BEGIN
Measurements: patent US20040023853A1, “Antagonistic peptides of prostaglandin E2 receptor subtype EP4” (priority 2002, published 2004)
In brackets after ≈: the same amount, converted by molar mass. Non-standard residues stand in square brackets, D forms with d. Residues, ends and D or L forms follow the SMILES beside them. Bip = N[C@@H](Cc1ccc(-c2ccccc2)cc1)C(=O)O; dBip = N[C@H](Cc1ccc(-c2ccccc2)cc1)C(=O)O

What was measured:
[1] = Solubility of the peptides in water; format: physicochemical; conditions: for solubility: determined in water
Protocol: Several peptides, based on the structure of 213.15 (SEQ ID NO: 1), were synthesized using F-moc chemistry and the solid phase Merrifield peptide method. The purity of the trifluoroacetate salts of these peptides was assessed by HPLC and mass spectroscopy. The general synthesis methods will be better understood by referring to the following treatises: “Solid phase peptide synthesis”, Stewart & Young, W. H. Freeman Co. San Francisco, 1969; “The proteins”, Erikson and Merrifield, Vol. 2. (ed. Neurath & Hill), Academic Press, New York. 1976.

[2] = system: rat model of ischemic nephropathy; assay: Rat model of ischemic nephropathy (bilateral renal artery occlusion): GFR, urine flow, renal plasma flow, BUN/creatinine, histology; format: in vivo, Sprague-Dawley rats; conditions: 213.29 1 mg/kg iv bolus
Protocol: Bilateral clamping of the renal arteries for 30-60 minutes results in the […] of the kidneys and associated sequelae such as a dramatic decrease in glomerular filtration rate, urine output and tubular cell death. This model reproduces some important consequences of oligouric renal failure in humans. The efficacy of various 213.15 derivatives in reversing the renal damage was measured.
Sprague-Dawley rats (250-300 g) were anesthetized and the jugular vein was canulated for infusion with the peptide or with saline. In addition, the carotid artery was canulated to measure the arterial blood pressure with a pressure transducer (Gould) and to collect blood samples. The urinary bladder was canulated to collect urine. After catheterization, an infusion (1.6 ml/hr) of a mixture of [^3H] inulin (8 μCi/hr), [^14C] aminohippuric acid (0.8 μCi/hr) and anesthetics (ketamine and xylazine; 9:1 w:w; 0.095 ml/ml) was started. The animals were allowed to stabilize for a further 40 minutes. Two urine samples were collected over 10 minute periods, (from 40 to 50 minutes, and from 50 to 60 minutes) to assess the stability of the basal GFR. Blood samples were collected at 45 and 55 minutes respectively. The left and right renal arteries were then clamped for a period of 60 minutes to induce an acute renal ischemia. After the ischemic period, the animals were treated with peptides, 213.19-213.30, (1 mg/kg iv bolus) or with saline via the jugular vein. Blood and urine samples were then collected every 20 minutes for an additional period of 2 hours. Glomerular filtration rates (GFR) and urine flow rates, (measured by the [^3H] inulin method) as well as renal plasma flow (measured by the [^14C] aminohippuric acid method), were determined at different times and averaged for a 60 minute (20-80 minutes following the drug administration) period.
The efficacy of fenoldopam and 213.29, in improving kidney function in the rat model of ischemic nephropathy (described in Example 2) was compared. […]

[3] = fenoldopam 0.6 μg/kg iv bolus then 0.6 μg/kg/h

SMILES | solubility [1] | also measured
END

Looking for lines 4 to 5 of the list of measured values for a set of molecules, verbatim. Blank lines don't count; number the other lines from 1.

[1] = Solubility of the peptides in water; format: physicochemical; conditions: for solubility: determined in water
Protocol: Several peptides, based on the structure of 213.15 (SEQ ID NO: 1), were synthesized using F-moc chemistry and the solid phase Merrifield peptide method. The purity of the trifluoroacetate salts of these peptides was assessed by HPLC and mass spectroscopy. The general synthesis methods will be better understood by referring to the following treatises: “Solid phase peptide synthesis”, Stewart & Young, W. H. Freeman Co. San Francisco, 1969; “The proteins”, Erikson and Merrifield, Vol. 2. (ed. Neurath & Hill), Academic Press, New York. 1976.